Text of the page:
US President Trump puts political goals above facts in CDC and Flynn dramas

President Trump and his former national security adviser, Michael Flynn

President Trump and his former national security adviser Michael Flynn

AGENCIES | CNN | Washington DC – US President Donald Trump has spent three years discrediting and sidelining institutional sources of facts, truth and trust that threaten his political and personal goals.

Rarely has that mission combined in a single day to such a grave result as it did this week. The White House rejected new Centers for Disease Control and Prevention guidance on safely reopening the country — with US deaths from the coronavirus surpassing 75,000 — and the handpicked officials leading the Justice Department dropped charges against former national security adviser Michael Flynn.

Both cases show how Trump disdains government structures meant to dispense independent and fact-based policymaking, science and justice free from corrupting political influences.

The CDC guidance contained detailed advice on safe reopening for child care programs, schools, religious communities, employers with vulnerable workers, restaurants, bars and mass transit systems.

But the White House rejected it as too stringent and too prescriptive, sources told CNN. The move was the latest instance in which Trump has ignored or downplayed CDC advice in his aggressive push to reopen the country, despite warnings from scientists that doing so could cost tens of thousands of lives.

His dismissal of that guidance and White House efforts to lower the profile of his top medical advisers strengthen the impression that he has turned against a comprehensive response to the worst public health threat in 100 years.

They also foment the vacuum in national leadership from a White House that has turned over responsibility for fighting the virus to states, is squarely focused on a full-bore economic rebound and is ignoring its own guidelines on safe state reopening.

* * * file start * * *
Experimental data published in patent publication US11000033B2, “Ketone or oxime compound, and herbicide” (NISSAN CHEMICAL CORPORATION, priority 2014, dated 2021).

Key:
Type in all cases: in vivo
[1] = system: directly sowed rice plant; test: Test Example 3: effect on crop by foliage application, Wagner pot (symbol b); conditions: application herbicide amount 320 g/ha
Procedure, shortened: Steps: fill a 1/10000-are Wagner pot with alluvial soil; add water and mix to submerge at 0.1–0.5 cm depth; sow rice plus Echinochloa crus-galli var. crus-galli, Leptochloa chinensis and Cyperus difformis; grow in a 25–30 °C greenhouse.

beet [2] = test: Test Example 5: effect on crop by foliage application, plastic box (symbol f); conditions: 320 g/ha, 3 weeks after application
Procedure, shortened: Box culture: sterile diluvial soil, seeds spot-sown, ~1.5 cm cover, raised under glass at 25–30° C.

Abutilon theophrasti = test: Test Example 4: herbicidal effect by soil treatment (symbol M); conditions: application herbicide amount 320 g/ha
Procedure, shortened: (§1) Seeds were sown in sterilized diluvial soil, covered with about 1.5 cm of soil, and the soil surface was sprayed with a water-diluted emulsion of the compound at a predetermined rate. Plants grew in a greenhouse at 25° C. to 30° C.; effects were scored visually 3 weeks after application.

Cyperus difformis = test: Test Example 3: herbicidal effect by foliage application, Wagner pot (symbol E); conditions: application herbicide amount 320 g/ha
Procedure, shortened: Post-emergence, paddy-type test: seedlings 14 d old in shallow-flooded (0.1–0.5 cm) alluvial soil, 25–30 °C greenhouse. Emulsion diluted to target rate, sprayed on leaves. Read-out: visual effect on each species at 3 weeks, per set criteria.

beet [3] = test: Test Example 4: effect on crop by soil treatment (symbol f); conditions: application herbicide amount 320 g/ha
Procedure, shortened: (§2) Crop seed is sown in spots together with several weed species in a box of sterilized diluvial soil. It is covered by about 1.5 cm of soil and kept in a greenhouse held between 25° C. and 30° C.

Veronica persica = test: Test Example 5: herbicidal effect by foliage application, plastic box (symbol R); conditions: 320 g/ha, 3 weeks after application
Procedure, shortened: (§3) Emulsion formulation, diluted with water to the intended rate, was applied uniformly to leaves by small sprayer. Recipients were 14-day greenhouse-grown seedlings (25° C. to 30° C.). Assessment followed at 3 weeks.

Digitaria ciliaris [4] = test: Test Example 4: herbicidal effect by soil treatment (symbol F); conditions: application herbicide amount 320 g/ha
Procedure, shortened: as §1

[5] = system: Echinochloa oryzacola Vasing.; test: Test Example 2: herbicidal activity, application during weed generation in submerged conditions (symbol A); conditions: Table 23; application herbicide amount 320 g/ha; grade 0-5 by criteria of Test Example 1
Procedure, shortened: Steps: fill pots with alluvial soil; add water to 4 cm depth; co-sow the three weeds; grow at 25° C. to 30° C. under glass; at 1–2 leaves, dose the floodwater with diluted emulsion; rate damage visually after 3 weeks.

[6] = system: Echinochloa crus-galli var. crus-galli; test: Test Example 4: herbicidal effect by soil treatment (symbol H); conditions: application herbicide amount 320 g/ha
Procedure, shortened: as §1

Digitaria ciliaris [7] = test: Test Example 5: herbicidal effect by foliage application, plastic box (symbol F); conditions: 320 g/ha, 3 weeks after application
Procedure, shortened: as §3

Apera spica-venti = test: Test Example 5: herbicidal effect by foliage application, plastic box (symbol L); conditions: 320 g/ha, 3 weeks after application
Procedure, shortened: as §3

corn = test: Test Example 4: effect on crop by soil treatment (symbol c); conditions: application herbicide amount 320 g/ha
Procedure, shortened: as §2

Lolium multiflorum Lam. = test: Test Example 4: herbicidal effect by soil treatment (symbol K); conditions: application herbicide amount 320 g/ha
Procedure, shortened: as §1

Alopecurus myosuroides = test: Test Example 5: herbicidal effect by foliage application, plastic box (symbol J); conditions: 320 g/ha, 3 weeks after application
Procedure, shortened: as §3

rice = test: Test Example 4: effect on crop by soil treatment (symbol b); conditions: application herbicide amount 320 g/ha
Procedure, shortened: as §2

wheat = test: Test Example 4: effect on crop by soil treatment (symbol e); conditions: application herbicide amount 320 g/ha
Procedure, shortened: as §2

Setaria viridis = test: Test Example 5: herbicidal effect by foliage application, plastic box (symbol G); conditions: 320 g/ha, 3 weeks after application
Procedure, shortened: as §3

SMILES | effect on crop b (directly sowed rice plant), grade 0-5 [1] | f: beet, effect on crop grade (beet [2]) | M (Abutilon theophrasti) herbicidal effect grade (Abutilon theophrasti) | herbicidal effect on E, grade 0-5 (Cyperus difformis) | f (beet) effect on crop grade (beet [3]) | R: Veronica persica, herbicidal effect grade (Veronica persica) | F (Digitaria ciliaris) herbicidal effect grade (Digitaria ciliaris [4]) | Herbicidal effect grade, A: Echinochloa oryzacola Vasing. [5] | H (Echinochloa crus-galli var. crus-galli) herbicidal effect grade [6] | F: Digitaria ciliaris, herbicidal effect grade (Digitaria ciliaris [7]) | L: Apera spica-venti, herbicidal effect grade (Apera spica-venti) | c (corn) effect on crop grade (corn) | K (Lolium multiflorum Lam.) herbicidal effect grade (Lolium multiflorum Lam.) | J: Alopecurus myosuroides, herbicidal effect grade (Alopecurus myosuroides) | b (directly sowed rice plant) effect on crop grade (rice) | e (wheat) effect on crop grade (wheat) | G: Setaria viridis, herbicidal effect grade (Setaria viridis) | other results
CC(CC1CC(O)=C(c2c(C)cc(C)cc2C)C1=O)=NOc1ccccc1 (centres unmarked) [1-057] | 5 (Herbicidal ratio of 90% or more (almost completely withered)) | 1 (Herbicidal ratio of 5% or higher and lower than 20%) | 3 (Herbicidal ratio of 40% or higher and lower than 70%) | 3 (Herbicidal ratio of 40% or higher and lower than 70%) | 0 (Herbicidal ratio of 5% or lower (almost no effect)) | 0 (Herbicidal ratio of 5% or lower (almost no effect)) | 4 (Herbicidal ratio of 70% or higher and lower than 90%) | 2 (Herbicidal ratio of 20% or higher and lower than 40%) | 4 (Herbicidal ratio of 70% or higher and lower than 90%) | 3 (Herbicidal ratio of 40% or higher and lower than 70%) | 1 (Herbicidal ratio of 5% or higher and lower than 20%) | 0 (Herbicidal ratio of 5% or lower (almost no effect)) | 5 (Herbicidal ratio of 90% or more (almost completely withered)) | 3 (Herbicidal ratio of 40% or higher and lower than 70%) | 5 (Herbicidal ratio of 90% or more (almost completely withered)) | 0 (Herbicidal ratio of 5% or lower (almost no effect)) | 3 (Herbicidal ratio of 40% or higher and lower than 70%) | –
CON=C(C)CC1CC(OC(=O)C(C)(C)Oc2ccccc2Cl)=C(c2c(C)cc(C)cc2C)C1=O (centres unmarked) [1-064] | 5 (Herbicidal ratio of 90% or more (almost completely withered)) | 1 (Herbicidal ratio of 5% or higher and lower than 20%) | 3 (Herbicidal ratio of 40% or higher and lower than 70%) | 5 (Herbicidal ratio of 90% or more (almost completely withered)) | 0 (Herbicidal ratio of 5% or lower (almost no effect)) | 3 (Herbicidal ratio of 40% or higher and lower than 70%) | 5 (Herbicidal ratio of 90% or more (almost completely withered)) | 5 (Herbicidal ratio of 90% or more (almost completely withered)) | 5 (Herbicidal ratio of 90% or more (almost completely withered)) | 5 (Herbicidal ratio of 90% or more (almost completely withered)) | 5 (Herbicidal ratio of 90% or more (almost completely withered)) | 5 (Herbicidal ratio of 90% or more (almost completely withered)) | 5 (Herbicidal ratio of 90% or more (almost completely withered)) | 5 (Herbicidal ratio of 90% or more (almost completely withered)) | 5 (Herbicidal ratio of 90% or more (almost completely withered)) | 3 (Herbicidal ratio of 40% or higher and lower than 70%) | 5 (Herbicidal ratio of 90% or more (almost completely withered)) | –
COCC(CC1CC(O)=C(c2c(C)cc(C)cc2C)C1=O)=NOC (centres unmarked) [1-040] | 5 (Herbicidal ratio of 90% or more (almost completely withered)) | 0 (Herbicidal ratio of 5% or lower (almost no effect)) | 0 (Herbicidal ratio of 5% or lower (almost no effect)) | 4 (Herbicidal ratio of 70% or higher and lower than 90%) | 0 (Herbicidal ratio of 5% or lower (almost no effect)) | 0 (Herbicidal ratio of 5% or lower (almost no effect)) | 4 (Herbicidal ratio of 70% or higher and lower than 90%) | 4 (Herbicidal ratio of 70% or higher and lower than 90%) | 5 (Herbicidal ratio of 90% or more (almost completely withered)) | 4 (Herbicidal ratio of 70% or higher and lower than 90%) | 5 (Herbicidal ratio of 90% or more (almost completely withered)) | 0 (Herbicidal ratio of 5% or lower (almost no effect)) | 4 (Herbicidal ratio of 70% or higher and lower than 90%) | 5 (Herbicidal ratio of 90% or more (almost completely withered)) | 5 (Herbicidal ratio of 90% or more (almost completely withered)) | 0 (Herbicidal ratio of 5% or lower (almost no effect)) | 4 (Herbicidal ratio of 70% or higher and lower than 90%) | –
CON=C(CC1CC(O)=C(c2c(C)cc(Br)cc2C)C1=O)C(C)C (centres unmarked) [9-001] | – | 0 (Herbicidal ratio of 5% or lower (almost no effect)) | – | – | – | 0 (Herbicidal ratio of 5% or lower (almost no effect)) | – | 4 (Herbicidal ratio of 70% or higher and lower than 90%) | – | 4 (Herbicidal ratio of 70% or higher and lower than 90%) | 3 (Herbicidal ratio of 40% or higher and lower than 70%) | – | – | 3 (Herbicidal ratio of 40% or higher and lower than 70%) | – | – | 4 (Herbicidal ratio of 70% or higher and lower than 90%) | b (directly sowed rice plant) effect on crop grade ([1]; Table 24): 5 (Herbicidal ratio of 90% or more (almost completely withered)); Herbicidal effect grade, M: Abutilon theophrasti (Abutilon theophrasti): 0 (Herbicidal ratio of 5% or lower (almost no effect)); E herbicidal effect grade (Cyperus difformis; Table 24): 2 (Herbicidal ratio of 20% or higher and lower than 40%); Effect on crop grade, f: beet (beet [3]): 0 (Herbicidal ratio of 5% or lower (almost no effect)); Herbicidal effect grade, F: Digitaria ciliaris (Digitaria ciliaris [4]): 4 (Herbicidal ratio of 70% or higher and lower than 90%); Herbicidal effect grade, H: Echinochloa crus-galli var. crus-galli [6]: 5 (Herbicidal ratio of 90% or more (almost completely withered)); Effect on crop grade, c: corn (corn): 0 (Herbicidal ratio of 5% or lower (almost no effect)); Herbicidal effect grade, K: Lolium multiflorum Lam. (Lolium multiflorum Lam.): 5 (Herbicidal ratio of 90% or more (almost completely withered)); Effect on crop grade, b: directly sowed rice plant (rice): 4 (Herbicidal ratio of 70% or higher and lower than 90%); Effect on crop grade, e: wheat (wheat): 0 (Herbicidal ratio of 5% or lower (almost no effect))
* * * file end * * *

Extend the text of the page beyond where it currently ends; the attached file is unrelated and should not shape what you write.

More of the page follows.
News about the rejected CDC advice came on the same day the US death toll from the pandemic passed a new milestone, with more infections reported, and days after Trump wavered on the future of his coronavirus task force. After first saying he was phasing it out — which earned sharp criticism — the President on Wednesday said it would continue “indefinitely.”

But the administration’s sharpest focus appeared to be on the Russia investigation and Trump’s conspiracy theories that he is the victim of a “Deep State” plot to subvert his presidency.Flynn, whose plight has become a rallying issue for conservative media pundits, had twice pleaded guilty in court to lying to the FBI.

He lied about his contacts with Russia and his business lobbying for Turkey while he was working for Trump. He also lied to Vice President Mike Pence about his conversations with the Russian ambassador.

Yet in Attorney General William Barr’s latest controversial intervention to shield the President, the Justice Department said that it had concluded its own case was “untethered to, and unjustified by, the FBI’s counterintelligence investigation” into Flynn.

The stunning development in the Flynn case raises fresh concerns about the independence of a Justice Department that appears to be acting as private counsel for Trump and his associates. It undercuts the principle that investigations by special counsels can ensure that sensitive investigations are not politically tainted, and suggests wide political impunity for the President and associates.

And along with his attitude toward the CDC, it appears to be yet another instance where Trump is expanding his personal power by discrediting all contrary sources of authority that expose his falsehoods, as he has done previously with the FBI, the judiciary, scientists in his own government, the media and US intelligence agencies.

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